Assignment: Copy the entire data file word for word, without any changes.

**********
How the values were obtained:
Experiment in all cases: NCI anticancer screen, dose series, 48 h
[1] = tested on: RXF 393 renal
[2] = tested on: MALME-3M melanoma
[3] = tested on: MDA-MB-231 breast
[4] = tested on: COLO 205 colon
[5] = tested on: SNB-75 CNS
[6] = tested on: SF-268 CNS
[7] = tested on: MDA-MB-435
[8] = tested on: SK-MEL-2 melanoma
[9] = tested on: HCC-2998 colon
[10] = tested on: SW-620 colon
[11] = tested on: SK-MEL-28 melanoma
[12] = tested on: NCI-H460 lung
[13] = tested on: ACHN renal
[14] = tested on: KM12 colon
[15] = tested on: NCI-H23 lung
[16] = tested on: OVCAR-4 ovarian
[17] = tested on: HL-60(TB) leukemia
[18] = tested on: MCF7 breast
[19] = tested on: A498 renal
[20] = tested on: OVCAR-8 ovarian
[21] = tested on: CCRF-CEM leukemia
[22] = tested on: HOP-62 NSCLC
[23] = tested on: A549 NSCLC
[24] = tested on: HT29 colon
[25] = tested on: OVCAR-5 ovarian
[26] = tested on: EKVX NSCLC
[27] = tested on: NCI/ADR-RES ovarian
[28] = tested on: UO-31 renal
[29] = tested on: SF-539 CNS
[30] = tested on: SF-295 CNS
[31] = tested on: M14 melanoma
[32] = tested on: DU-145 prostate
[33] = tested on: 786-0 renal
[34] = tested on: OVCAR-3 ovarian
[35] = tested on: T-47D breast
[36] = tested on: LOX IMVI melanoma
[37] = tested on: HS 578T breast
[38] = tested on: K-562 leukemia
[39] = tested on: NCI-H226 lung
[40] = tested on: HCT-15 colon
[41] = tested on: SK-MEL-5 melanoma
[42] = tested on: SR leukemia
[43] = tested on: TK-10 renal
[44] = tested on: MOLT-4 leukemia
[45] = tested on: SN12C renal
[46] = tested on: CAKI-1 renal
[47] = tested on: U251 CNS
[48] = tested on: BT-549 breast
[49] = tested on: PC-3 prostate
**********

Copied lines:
How the values were obtained:
Experiment in all cases: NCI anticancer screen, dose series, 48 h
[1] = tested on: RXF 393 renal
[2] = tested on: MALME-3M melanoma
[3] = tested on: MDA-MB-231 breast
[4] = tested on: COLO 205 colon
[5] = tested on: SNB-75 CNS
[6] = tested on: SF-268 CNS
[7] = tested on: MDA-MB-435
[8] = tested on: SK-MEL-2 melanoma
[9] = tested on: HCC-2998 colon
[10] = tested on: SW-620 colon
[11] = tested on: SK-MEL-28 melanoma
[12] = tested on: NCI-H460 lung
[13] = tested on: ACHN renal
[14] = tested on: KM12 colon
[15] = tested on: NCI-H23 lung
[16] = tested on: OVCAR-4 ovarian
[17] = tested on: HL-60(TB) leukemia
[18] = tested on: MCF7 breast
[19] = tested on: A498 renal
[20] = tested on: OVCAR-8 ovarian
[21] = tested on: CCRF-CEM leukemia
[22] = tested on: HOP-62 NSCLC
[23] = tested on: A549 NSCLC
[24] = tested on: HT29 colon
[25] = tested on: OVCAR-5 ovarian
[26] = tested on: EKVX NSCLC
[27] = tested on: NCI/ADR-RES ovarian
[28] = tested on: UO-31 renal
[29] = tested on: SF-539 CNS
[30] = tested on: SF-295 CNS
[31] = tested on: M14 melanoma
[32] = tested on: DU-145 prostate
[33] = tested on: 786-0 renal
[34] = tested on: OVCAR-3 ovarian
[35] = tested on: T-47D breast
[36] = tested on: LOX IMVI melanoma
[37] = tested on: HS 578T breast
[38] = tested on: K-562 leukemia
[39] = tested on: NCI-H226 lung
[40] = tested on: HCT-15 colon
[41] = tested on: SK-MEL-5 melanoma
[42] = tested on: SR leukemia
[43] = tested on: TK-10 renal
[44] = tested on: MOLT-4 leukemia
[45] = tested on: SN12C renal
[46] = tested on: CAKI-1 renal
[47] = tested on: U251 CNS
[48] = tested on: BT-549 breast
[49] = tested on: PC-3 prostate